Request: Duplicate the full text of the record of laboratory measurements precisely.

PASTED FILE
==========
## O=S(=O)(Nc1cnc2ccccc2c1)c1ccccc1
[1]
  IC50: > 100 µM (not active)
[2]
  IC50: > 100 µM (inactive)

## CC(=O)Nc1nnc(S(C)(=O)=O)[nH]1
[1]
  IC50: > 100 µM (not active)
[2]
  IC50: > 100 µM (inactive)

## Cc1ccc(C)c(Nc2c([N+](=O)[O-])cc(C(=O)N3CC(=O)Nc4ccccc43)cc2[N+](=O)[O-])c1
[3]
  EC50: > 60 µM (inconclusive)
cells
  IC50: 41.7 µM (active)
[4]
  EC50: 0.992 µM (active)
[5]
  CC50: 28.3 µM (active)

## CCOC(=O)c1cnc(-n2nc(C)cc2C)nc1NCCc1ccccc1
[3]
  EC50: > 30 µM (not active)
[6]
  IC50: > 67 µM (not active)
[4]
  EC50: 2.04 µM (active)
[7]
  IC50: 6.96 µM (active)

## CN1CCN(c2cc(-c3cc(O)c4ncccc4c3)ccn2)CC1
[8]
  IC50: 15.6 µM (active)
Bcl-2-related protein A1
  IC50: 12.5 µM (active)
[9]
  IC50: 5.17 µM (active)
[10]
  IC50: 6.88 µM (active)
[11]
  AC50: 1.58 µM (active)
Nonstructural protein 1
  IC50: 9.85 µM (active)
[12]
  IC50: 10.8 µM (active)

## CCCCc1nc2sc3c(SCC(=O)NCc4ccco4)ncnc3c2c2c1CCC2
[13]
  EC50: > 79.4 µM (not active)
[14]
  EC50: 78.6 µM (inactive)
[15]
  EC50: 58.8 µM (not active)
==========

## O=S(=O)(Nc1cnc2ccccc2c1)c1ccccc1
[1]
  IC50: > 100 µM (not active)
[2]
  IC50: > 100 µM (inactive)

## CC(=O)Nc1nnc(S(C)(=O)=O)[nH]1
[1]
  IC50: > 100 µM (not active)
[2]
  IC50: > 100 µM (inactive)

## Cc1ccc(C)c(Nc2c([N+](=O)[O-])cc(C(=O)N3CC(=O)Nc4ccccc43)cc2[N+](=O)[O-])c1
[3]
  EC50: > 60 µM (inconclusive)
cells
  IC50: 41.7 µM (active)
[4]
  EC50: 0.992 µM (active)
[5]
  CC50: 28.3 µM (active)

## CCOC(=O)c1cnc(-n2nc(C)cc2C)nc1NCCc1ccccc1
[3]
  EC50: > 30 µM (not active)
[6]
  IC50: > 67 µM (not active)
[4]
  EC50: 2.04 µM (active)
[7]
  IC50: 6.96 µM (active)

## CN1CCN(c2cc(-c3cc(O)c4ncccc4c3)ccn2)CC1
[8]
  IC50: 15.6 µM (active)
Bcl-2-related protein A1
  IC50: 12.5 µM (active)
[9]
  IC50: 5.17 µM (active)
[10]
  IC50: 6.88 µM (active)
[11]
  AC50: 1.58 µM (active)
Nonstructural protein 1
  IC50: 9.85 µM (active)
[12]
  IC50: 10.8 µM (active)

## CCCCc1nc2sc3c(SCC(=O)NCc4ccco4)ncnc3c2c2c1CCC2
[13]
  EC50: > 79.4 µM (not active)
[14]
  EC50: 78.6 µM (inactive)
[15]
  EC50: 58.8 µM (not active)